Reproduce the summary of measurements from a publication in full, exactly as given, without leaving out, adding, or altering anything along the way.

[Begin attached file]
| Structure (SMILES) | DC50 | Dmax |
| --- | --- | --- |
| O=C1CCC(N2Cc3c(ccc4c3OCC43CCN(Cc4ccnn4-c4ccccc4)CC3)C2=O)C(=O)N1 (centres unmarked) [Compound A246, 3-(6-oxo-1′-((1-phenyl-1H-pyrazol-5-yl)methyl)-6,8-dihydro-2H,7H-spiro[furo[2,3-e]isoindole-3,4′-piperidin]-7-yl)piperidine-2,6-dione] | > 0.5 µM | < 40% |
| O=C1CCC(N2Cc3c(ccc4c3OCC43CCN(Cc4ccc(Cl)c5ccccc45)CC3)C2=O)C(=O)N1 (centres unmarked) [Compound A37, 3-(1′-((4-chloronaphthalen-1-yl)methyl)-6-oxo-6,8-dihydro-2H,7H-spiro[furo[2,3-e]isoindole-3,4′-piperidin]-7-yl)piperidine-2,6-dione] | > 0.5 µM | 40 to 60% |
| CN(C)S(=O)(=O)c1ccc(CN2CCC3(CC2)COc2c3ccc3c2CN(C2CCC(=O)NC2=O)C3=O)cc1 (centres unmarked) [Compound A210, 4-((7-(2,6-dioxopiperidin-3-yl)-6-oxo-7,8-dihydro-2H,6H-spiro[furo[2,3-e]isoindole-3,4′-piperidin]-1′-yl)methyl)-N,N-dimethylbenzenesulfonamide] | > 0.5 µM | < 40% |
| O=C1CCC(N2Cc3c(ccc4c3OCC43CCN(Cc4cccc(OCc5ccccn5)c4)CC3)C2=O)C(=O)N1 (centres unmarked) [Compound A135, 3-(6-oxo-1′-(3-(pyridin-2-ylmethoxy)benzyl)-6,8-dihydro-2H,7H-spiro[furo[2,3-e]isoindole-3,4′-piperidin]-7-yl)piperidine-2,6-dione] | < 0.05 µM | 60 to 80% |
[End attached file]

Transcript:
| Structure (SMILES) | DC50 | Dmax |
| --- | --- | --- |
| O=C1CCC(N2Cc3c(ccc4c3OCC43CCN(Cc4ccnn4-c4ccccc4)CC3)C2=O)C(=O)N1 (centres unmarked) [Compound A246, 3-(6-oxo-1′-((1-phenyl-1H-pyrazol-5-yl)methyl)-6,8-dihydro-2H,7H-spiro[furo[2,3-e]isoindole-3,4′-piperidin]-7-yl)piperidine-2,6-dione] | > 0.5 µM | < 40% |
| O=C1CCC(N2Cc3c(ccc4c3OCC43CCN(Cc4ccc(Cl)c5ccccc45)CC3)C2=O)C(=O)N1 (centres unmarked) [Compound A37, 3-(1′-((4-chloronaphthalen-1-yl)methyl)-6-oxo-6,8-dihydro-2H,7H-spiro[furo[2,3-e]isoindole-3,4′-piperidin]-7-yl)piperidine-2,6-dione] | > 0.5 µM | 40 to 60% |
| CN(C)S(=O)(=O)c1ccc(CN2CCC3(CC2)COc2c3ccc3c2CN(C2CCC(=O)NC2=O)C3=O)cc1 (centres unmarked) [Compound A210, 4-((7-(2,6-dioxopiperidin-3-yl)-6-oxo-7,8-dihydro-2H,6H-spiro[furo[2,3-e]isoindole-3,4′-piperidin]-1′-yl)methyl)-N,N-dimethylbenzenesulfonamide] | > 0.5 µM | < 40% |
| O=C1CCC(N2Cc3c(ccc4c3OCC43CCN(Cc4cccc(OCc5ccccn5)c4)CC3)C2=O)C(=O)N1 (centres unmarked) [Compound A135, 3-(6-oxo-1′-(3-(pyridin-2-ylmethoxy)benzyl)-6,8-dihydro-2H,7H-spiro[furo[2,3-e]isoindole-3,4′-piperidin]-7-yl)piperidine-2,6-dione] | < 0.05 µM | 60 to 80% |